[OPE-L:2565] Re: Critique

From: Paul Zarembka (zarembka@ACSU.BUFFALO.EDU)
Date: Mon Mar 20 2000 - 13:33:23 EST

[ show plain text ]

"Andrew_Kliman" <Andrew_Kliman@email.msn.com> said, on 03/20/00 at 12:39

>Paul Zarembka (OPE-L 2560) replied: "A 12-page section on fetishism in
>one chapter does not a book of 724 pages make. Production of surplus
>value would have a greater claim (328 pages),
>followed by accumulation of capital (196 pages). Even wages gets more
>attention (28 pages in a whole "Part")."

>But the *centrality* of a theory doesn't depend on how many pages are
>devoted to an explication of the theory. It rather depends on the extent
>to which the theory is integral to and influences the whole.

I would agree but the differences in pages are so lopsided!

>Section 3 of Ch. 1 is all about fetishism: the properties of the relative
>commodity (i.e., any and every commodity) get turned into properties of
>the equivalent (see esp. the "peculiarities" of the equivalent form).
>Further, as Marx stresses, the commodity-fetish has more developed,
>subsidiary forms, money-fetish, capital-fetish, etc. Thus in Ch. 4 --
>note that we are no longer in Part 1 -- capital fetishistically appears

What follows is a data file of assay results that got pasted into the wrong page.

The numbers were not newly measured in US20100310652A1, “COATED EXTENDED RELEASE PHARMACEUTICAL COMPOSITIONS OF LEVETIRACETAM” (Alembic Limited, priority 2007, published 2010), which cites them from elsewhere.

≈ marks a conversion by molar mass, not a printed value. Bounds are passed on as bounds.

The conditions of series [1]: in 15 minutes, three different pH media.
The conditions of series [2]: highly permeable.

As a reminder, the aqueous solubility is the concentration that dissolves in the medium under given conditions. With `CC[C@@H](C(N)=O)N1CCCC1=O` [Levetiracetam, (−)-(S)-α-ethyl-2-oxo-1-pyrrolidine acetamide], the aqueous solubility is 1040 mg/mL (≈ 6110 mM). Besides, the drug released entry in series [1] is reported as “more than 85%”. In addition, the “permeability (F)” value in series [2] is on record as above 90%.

>as self-expanding value, a disembodied subject of a process, whereas the
>analysis of the production process goes on to show that it is there in
>production that the human subject's labor expands value.

Section 4 is 22 pages, Chapter 4 is 9 pages, so to accommodate your
argument we can raise the total to 43 pages in *Volume 1*. Yet wages are
discussed elsewhere do we'd have to raise it above 28, if we want to
continue number counting. But much more to the point...

>And what is Marx's analysis of the development of capitalist production,
>especially machine production, all about if not that the worker is
>dominated by the product of her on hands, just as ...

No, *Capital* is about the exploitation and domination by one social class
over another in the specific form of the capitalist mode of production.
It is NOT principally about workers being "dominated by the product of
her/his own hand".

>And then there's Vol. III. It would be easy to point to the Trinity
>Formula, or to the crucial discussion of relations of production and
>relations of distribution. But really, this whole volume is again one
>*transformation* after another. The whole thing is about how the
>inversion of subject and object -- worker and machine ...

Same response as above.


This archive was generated by hypermail 2b29 : Fri Apr 21 2000 - 09:47:57 EDT